A car bomb ripped through a busy square in central Ankara on Sunday, killing 34 people and wounding 125, officials said, the latest in a spate of attacks to hit Turkey.
Ambulances rushed to the scene on Kizilay square, a key commercial and transport hub close to the city’s embassy area, where the blast reduced several vehicles, including a bus, to burnt-out wrecks.
The attack comes weeks after the city was hit by a suicide car bombing on Feb 17 targeting the military that killed 29 people, claimed by a dissident faction of the banned Kurdistan Workers’ Party (PKK). The health minister said there were 34 dead and 125 wounded in Sunday’s attack. “The blast was caused by a vehicle packed with explosives close to Kizilay square,” an official statement said. Medical sources said the wounded had been taken to 10 hospitals around the city, with a dozen said to be in a very serious condition.
Turkey has been hit by a spate of deadly attacks since the middle of last year, most of them blamed on the militant Islamic State (IS) group, including a double suicide bombing in Ankara in October that left 103 people dead. Coming so soon after the February bombing, Sunday’s attack will raise fresh questions about Turkey’s ability to manage the twin security threat posed by IS and Kurdish rebels, as Ankara presses the European Union to speed up its membership process in return for help with the migrant crisis. The Kurdistan Freedom Falcons (TAK), linked to the PKK, said it carried out the February bombing in Ankara in revenge for operations by the Turkish military in the southeast of the country and warned foreign tourists not to visit the country.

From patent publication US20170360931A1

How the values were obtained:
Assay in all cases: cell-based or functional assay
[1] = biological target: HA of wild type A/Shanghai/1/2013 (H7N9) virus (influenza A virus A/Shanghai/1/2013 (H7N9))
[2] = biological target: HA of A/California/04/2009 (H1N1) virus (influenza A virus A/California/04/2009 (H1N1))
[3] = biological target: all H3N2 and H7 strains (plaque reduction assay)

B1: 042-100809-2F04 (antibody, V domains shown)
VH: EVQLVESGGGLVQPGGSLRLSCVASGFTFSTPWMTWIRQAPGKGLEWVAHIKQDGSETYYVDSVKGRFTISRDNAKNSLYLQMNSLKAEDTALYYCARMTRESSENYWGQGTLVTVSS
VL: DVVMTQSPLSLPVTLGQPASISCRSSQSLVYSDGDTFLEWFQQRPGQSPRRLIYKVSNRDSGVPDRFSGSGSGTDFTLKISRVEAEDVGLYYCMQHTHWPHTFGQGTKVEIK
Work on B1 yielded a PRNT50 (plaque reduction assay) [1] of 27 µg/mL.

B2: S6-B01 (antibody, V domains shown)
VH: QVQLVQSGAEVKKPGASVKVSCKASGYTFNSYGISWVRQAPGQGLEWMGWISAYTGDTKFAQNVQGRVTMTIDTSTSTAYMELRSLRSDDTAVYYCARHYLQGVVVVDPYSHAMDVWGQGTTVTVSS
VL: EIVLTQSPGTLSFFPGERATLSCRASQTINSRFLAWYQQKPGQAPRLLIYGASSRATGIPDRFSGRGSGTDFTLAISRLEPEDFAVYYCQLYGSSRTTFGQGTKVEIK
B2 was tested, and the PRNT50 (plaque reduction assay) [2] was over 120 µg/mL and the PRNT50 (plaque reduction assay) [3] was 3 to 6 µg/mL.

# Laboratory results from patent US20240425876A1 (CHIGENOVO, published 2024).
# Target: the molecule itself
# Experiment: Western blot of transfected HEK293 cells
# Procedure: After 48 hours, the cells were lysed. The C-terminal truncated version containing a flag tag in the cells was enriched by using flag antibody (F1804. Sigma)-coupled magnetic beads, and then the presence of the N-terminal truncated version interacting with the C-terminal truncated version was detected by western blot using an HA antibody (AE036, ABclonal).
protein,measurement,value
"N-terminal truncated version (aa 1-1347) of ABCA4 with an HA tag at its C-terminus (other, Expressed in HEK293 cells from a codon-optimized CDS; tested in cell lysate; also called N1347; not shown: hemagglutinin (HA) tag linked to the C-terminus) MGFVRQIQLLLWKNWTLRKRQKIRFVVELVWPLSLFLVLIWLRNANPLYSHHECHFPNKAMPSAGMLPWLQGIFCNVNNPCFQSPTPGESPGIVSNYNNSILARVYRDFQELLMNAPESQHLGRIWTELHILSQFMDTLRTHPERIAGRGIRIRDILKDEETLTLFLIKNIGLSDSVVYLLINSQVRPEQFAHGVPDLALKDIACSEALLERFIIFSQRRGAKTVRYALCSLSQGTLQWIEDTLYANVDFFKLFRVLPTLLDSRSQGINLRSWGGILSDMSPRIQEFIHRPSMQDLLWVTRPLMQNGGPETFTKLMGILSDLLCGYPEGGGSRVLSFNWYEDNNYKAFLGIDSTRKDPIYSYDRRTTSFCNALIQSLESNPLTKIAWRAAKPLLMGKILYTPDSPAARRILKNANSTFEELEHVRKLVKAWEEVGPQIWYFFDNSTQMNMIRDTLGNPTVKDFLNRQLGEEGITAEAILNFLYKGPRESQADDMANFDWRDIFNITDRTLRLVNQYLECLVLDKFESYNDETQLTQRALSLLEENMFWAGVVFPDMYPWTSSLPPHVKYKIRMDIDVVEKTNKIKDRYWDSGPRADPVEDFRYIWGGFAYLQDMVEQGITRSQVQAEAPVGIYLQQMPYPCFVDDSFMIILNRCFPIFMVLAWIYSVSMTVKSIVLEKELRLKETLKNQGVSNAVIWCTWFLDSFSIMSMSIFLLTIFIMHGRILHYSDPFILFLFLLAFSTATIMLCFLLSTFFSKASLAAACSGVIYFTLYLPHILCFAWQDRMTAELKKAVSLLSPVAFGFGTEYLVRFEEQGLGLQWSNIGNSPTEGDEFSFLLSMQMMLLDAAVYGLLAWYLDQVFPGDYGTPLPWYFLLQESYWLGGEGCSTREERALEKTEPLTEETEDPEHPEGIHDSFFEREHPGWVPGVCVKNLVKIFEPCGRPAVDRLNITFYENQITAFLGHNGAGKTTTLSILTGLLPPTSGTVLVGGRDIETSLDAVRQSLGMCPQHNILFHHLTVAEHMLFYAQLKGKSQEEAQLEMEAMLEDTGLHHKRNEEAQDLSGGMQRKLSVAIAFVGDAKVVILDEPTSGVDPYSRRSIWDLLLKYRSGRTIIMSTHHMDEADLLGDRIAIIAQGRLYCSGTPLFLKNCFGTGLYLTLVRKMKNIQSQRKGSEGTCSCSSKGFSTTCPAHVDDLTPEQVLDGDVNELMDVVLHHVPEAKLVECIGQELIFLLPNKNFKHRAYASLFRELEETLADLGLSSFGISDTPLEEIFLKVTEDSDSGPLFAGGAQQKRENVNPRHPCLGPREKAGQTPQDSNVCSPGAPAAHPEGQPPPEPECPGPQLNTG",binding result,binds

A two-year ceasefire between the government and Kurdish rebels collapsed in the middle of last year and since December security forces have been waging a major campaign against the PKK in the southeast of the country. Strict 24-hour curfews were imposed in a number of Kurdish-dominated towns and cities to allow the military and police to pursue the fight against fighters who had dug trenches and put up barricades. Sunday’s attack came hours before curfews were due to take effect in two more towns in the southeast as a prelude to fresh military operations.
Authorities said restrictions would be slapped on Yuksekova, near the Iranian border, and Nusaybin, on the frontier with Syria, to “restore order and security” following an increase in “terrorist activity”. Meanwhile, an Ankara court ordered a ban on access to Facebook, Twitter and other sites in Turkey, after images from the car bombing were shared on social media.